ECSU history professor Ted Mitchell sent an email Thursday to inform UNC-system’s history department chairs that ECSU’s program might be eliminated.
“Really, one would think history would be central to (ECSU’s) mission,” Mitchell said in an interview.
He said he thinks ECSU’s history program could have fallen into the low-productivity category by mistake. He said that due to a possible glitch in the ECSU computer system, some students majoring in history might not have been accounted for — by his estimates, there are more than 30 history majors.
Still, some UNC-system history faculty were troubled that ECSU’s history program could fold and did not know of a four-year public university that has discontinued its history major.
“There’s a message that you’re sending when you say, ‘I’m not even going to have this here,’” said Jim Grossman, executive director of the American Historical Association.
Grossman said there is irony in a historically black university lacking a history degree.
“You’re talking to students whose parents in many cases went through a period of history that’s very important to the black experience — they went through that transformation from Jim Crow,” he said. “That experience, it’s absolutely crucial to any understanding of where African-Americans are today and what they can do.”
Fitzhugh Brundage, UNC-CH’s history department chairman, said in an email that he understands the burden a small school like ECSU faces given systemwide budget cuts, but said cutting a liberal arts staple is not a good solution.
He said the proposal might imply a shift in focus at ECSU to vocational studies.
“No single discipline is essential, but at the same time, I have a hard time imagining a complete education that did not include some exposure to history,” Brundage said.
Jurgen Buchenau, history department chairman at UNC-Charlotte, said he knows of a couple of small private universities who have considered eliminating their history programs, though he said the move is rare. Buchenau said he’s surprised that system universities are held to the same standards as far as discontinuing programs, given large differences in student population.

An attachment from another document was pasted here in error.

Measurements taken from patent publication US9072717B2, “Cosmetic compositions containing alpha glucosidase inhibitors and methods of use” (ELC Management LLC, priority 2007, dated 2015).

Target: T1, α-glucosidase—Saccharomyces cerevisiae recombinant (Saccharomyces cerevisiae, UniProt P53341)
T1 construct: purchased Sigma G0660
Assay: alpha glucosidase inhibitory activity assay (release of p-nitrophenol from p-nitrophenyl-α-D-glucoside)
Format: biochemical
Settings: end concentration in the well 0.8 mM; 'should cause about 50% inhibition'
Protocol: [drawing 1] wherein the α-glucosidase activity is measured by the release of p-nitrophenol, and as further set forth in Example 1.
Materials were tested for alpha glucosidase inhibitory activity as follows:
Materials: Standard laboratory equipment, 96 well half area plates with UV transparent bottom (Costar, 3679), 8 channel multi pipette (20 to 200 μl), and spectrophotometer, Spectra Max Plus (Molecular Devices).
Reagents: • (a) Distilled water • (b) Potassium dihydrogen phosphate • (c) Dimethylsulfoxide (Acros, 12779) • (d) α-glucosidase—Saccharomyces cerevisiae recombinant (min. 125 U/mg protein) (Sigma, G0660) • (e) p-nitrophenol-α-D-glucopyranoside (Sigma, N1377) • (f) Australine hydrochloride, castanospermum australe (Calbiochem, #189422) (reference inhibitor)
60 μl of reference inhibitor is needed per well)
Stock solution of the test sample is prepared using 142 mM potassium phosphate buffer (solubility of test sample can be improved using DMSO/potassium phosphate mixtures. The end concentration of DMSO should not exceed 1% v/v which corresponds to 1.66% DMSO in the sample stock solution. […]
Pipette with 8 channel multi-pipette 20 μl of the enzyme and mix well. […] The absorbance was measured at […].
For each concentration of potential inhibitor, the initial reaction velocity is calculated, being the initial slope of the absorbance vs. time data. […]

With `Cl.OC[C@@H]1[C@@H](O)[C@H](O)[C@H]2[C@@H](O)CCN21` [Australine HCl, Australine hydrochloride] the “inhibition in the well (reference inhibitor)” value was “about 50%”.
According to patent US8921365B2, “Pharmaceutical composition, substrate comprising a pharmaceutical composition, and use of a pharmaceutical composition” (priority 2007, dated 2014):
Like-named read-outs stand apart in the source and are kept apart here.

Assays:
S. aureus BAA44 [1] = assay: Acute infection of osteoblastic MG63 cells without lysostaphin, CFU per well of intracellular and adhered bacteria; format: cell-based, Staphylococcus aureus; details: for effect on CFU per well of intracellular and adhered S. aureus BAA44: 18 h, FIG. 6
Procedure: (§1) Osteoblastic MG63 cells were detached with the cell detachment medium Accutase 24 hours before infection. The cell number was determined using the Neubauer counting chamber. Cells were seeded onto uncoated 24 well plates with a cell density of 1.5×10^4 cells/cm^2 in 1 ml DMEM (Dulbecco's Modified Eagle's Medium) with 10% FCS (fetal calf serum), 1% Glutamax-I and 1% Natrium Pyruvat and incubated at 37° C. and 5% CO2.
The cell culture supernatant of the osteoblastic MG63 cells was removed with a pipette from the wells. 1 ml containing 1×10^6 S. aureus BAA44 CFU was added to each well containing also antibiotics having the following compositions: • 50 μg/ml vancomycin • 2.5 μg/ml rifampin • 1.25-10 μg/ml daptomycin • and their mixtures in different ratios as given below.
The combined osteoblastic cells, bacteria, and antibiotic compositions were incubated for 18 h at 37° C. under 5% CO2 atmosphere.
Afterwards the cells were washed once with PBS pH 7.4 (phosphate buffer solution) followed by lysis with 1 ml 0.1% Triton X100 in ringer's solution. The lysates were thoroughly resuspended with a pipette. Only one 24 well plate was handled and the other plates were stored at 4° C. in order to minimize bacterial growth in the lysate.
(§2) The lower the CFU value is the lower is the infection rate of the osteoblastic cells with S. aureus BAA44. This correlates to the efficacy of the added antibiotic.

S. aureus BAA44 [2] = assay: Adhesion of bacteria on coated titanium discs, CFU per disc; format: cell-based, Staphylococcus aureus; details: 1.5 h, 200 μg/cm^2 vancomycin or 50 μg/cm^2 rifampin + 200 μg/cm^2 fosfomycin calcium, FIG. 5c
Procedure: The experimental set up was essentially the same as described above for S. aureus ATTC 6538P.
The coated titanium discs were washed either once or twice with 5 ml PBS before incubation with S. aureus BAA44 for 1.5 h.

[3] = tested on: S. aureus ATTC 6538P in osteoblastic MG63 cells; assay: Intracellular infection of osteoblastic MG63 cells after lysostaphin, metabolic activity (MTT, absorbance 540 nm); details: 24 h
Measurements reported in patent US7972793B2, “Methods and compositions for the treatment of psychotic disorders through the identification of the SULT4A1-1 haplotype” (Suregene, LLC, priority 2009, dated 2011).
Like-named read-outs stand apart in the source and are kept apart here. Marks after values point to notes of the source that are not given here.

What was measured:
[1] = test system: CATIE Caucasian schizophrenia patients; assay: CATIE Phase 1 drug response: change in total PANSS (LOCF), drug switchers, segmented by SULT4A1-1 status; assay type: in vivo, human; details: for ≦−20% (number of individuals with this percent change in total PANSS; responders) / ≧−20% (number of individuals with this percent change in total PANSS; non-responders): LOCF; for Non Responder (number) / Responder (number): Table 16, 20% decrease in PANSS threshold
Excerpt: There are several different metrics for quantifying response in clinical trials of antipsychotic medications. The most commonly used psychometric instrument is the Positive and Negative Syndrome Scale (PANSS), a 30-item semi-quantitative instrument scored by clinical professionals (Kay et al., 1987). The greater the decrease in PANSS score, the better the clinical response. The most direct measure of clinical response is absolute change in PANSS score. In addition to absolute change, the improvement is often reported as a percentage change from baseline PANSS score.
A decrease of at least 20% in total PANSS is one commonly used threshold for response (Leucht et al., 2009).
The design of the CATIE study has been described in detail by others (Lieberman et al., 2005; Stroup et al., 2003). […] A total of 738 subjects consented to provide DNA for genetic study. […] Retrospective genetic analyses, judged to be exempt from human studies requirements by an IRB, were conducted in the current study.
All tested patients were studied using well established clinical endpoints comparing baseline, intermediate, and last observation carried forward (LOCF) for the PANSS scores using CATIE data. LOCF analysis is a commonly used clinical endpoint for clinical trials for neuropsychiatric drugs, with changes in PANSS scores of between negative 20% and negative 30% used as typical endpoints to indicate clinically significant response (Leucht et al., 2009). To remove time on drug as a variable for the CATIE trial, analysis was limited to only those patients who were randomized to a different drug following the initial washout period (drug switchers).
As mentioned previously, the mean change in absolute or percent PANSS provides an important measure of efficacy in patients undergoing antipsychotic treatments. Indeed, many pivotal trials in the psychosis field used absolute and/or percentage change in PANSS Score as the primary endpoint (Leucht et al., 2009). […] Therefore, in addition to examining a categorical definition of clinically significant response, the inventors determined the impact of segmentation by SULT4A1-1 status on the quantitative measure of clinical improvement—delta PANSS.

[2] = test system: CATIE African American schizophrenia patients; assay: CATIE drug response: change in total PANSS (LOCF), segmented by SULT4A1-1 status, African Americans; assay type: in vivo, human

Until last year, ECSU had a department of history and political science, though the two were separate degree programs. Budget constraints caused the university to combine the two programs with three others, all under the umbrella of a department of social and behavior sciences.
The history and political science faculty at ECSU made a recommendation last week to the provost to combine the two majors into a history and government degree program, which would allow students to study the disciplines while cutting costs.
Eric Thomas, ECSU’s associate vice chancellor for academic affairs, said any recommendations for program discontinuation have to be approved by the faculty senate, several committees and the school’s Board of Trustees before going to General Administration — a process he said is beginning this week.
Buchenau said cutting any university history program could have far-reaching effects in the long term, perpetuating worry among humanities departments throughout the system.
“It’s not going to stop at history,” he said.
“If there’s any movement to save the program, I would hope that support would come from somewhere.”